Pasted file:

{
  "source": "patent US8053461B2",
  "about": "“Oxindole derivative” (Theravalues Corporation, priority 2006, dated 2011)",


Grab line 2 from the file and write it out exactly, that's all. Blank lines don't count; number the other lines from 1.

  "source": "patent US8053461B2",